Nearly two-thirds of LFI MPs supported the recognition of Palestine
In October 2014 the House of Commons voted 274-12 in favour of recognition. Opinion polls show overwhelming public support among those that have an opinion. The only voices against are coming from the Friends of Israel groups in Parliament or from the Prime Minister.
Little is known about the membership of Conservative Friends of Israel. They used to claim to have 80% of Conservative MP on their books. It may be less now, but not much less. There were only 40 Conservatives among the MPs who voted in favour of recognition.
The House of Commons vote was a catalyst for Labour Friends of Israel. They did not change their policy, but they rebranded their image. After years in which they had never used the P-word except in reference to “Palestinian terrorists”, they launched a campaign with the slogan “For Israel, For Palestine, For Peace”.
This helped them in a recruitment drive which saw their numbers increase from 29 to 77. But it came at the expense of accepting a lot of MPs whose views were very different from the Israeli government and indeed from their sister party in Israel, the Israeli Labour Party.
Of the 77 MPs now listed on the LFI website as ‘supporters’ more than half (39) voted in favour of Palestinian recognition in the last House of Commons vote on the subject in October 2014. Many of the remainder were not actually MPs at the time of the vote, so in fact nearly two thirds of LFI members who were able to vote (39 out of 61) voted in favour of recognising Palestine.
There is no reason why LFI should not join in a campaign for recognition. But Labour Friends of Israel has never pretended to be a democratic organisation. An executive committee lays down the policy line.
Recognition will remove a roadblock on the way to peace negotiations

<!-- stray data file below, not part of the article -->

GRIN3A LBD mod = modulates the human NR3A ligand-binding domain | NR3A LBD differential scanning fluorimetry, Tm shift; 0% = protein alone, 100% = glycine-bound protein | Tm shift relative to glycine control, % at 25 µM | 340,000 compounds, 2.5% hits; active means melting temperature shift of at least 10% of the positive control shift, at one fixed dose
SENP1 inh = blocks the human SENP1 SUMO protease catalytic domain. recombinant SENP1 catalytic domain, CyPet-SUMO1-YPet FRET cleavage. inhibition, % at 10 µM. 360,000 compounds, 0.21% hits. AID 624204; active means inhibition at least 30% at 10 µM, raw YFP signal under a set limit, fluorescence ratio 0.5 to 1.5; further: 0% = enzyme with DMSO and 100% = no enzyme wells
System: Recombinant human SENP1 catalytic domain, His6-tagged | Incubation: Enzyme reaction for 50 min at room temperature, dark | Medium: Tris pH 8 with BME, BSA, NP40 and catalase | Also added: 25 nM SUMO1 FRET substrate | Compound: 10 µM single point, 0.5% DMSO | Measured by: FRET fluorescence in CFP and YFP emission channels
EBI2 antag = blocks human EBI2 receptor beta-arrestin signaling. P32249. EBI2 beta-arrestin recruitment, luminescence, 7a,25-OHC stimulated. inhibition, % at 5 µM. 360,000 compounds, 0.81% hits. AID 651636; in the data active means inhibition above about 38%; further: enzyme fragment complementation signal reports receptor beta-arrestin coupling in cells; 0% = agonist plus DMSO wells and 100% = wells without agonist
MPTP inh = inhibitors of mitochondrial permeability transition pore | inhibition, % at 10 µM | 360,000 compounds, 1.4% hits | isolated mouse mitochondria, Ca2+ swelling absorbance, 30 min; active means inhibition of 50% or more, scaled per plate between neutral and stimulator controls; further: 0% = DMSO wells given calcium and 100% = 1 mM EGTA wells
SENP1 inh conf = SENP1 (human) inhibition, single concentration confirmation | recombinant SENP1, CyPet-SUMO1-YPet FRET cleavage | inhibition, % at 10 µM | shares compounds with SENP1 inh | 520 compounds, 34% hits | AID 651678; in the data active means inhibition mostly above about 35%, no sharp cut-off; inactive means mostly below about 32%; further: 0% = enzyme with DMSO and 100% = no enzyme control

It may seem like an uphill struggle to campaign for recognition when the Government and the majority of Conservative MPs are still apparently opposed, but it is a hill that has to be climbed.
Recognition is the simplest achievable goal, entirely within the powers of the UK government, involving no consultation with other states, costing no money, promised many times in the past.
No one pretends that a UK decision to recognise Palestine will make any immediate difference to the lives of Palestinians in the West Bank or Gaza, but it will remove a major roadblock on the road to peace.
Once Palestine is recognised as a state, legally on the same footing as Israel, it will be so much harder for a British government to justify UK trade with illegal Israeli settlements, to allow UK companies to build the walls, to arm the soldiers, to supply security equipment for the Israeli army of occupation.
On the other hand if we fail to win the battle for recognition, it is difficult to see how we can make progress in any other area. It is a small step, but it will open the gate. That is why the Israelis are trying so hard to prevent it. But we recognised Israel in 1950. It’s now 2018.